This is what the doctor does

If the anxiety disorder is correctly diagnosed, treatment is by behavioral or psychoanalytic psychotherapies and/or by psychotropic drugs and beta blockers. According to studies, both forms of therapy are equivalent – but not equally suitable for every patient, which is why the doctor should consider the patient’s preference.

Psychotropic drugs. SSRI- or SNRI-type antidepressants such as citalopram, escitalopram or venlafaxine are now the first choice for generalized anxiety disorders. In individual cases, however, other antidepressants may work best. The slow onset of action is a disadvantage. Benzodiazepines, which used to be routinely used, are experienced by sufferers as fast-acting and also highly effective in the early stages, but they are now only indicated for acute states of agitation or suicidal thoughts for a short time because of the high potential for dependence and other side effects such as severe fatigue.

Psychotherapy. The aim of psychotherapy is to normalize the disturbed perception of the ill person. Anxiety management programs, which originated in cognitive behavioral therapy, first use relaxation techniques to reduce the physical symptoms of anxiety and make it more manageable. Together with the patient, it is then worked out which central assumptions they have about themselves and the world. Sufferers often believe that they are only loved if they always please everyone. Sick people also tend to always take the more negative option when given two possible alternatives. The therapist helps the patient replace such beliefs with other thoughts.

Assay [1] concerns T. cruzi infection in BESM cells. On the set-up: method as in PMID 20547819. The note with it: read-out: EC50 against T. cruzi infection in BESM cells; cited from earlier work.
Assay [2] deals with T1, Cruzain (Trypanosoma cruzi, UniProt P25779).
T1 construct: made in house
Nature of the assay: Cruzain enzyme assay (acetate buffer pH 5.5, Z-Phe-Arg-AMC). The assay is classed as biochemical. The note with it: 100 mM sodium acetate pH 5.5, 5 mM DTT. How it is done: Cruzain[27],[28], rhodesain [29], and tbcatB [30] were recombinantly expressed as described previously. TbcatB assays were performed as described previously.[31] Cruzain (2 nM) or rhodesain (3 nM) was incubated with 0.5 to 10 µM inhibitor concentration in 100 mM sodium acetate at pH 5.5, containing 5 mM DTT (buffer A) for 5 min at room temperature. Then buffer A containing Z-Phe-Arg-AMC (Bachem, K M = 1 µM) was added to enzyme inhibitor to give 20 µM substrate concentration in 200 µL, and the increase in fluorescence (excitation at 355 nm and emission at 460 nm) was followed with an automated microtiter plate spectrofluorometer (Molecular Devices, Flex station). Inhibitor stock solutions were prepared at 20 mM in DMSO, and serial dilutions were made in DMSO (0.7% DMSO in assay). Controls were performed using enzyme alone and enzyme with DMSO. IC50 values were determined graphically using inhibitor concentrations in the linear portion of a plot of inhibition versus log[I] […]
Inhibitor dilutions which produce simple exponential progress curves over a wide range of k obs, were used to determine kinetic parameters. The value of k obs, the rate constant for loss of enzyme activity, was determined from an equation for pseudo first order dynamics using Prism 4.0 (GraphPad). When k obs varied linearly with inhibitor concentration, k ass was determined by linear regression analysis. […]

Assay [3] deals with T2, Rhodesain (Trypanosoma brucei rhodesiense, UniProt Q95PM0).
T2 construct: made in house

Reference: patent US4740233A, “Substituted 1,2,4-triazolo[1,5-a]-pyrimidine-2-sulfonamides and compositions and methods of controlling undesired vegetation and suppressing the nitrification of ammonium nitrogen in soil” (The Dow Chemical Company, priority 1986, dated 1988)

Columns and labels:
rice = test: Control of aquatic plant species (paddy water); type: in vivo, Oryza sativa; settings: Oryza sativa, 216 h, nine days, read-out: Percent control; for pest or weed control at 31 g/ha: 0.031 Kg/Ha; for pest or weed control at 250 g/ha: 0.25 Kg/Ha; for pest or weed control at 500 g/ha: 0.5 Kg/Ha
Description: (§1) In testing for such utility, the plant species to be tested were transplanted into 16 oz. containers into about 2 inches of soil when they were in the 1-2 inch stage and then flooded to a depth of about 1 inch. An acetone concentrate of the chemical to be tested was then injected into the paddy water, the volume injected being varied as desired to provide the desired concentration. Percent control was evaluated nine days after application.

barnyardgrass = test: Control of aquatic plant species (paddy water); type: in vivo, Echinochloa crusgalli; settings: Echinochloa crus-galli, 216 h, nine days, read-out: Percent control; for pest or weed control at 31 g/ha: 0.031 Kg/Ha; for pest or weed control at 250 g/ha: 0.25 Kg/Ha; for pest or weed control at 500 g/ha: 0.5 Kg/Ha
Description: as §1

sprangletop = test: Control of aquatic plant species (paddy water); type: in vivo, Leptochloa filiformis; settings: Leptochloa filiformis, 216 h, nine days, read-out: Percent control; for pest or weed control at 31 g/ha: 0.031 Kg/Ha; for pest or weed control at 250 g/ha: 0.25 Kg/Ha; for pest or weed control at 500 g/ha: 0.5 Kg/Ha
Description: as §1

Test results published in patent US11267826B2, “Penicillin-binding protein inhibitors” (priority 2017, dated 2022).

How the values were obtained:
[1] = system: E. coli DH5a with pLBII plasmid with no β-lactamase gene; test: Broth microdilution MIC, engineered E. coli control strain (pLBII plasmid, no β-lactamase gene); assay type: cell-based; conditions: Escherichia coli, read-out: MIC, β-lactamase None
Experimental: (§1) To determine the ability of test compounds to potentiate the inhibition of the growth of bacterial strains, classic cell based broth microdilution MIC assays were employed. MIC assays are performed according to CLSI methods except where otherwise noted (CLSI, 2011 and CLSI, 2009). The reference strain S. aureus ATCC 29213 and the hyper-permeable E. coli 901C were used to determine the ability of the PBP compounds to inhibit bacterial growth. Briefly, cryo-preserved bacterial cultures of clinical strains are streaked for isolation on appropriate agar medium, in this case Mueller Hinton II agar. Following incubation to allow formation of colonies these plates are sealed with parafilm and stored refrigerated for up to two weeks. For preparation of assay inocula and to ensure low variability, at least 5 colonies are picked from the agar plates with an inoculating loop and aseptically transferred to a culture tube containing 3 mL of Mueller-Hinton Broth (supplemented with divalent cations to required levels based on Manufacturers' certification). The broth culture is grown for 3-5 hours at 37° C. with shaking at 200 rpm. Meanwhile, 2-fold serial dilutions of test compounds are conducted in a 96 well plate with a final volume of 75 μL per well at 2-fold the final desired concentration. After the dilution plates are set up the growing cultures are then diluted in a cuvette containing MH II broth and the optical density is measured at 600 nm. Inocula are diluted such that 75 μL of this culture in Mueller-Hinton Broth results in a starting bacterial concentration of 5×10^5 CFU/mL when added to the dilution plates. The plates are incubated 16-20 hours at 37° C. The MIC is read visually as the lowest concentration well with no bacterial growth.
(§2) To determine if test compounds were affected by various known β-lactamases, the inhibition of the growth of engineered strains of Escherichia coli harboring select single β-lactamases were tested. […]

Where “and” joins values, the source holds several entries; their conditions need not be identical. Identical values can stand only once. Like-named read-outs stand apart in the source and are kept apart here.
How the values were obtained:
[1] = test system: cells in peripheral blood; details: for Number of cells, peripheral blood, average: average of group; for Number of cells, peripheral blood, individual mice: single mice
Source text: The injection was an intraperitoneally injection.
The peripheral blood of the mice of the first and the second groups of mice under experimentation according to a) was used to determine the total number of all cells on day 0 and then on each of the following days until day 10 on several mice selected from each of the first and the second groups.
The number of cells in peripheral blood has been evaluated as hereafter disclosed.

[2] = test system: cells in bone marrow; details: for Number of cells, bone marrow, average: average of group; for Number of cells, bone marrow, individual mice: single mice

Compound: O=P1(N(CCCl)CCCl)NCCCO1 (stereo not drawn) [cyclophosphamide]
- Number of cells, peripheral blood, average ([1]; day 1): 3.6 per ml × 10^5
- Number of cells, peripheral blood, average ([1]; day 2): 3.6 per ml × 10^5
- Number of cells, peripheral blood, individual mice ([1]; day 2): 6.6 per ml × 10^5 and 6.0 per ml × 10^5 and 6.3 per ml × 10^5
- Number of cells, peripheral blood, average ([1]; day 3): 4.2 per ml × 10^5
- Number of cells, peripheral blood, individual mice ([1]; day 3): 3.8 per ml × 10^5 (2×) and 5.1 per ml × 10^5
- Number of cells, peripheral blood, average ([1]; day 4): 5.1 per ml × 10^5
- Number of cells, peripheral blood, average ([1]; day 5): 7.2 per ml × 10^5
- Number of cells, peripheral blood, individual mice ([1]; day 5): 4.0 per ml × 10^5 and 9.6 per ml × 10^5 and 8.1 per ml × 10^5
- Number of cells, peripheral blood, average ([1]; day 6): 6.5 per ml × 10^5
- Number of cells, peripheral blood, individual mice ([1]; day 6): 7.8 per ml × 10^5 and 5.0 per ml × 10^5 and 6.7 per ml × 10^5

During therapy, the patient also discusses what he or she may be avoiding by worrying all the time. Anxiety patients are often reluctant to take responsibility for their own actions and to take their lives into their own hands. Often, anxiety therapy is also supplemented by social skills training and self-confidence training.

Unfortunately, waiting times for psychotherapy in many places are 4-12 months. If psychotherapy is successful, about half of those affected benefit from it. If treatment proves difficult, it is usually because the patient has other conditions such as z. B. suffer from depression.

Your pharmacy recommends

Patients should do two things: seek professional help and try to cope with everyday life as well as possible until the anxiety management programs take effect. How it helps z. B., Focusing on one’s strengths and making sure to do something every day that is distracting and good for you. This is most likely to keep brooding and worry at bay. Exercise reduces stress hormones that are constantly released in the body due to anxiety

Many sufferers also find it helpful to write the worries on a piece of paper and symbolically throw them away, or to distract themselves with a book or by listening to music or other calming activities in order to tackle problem solving the next day.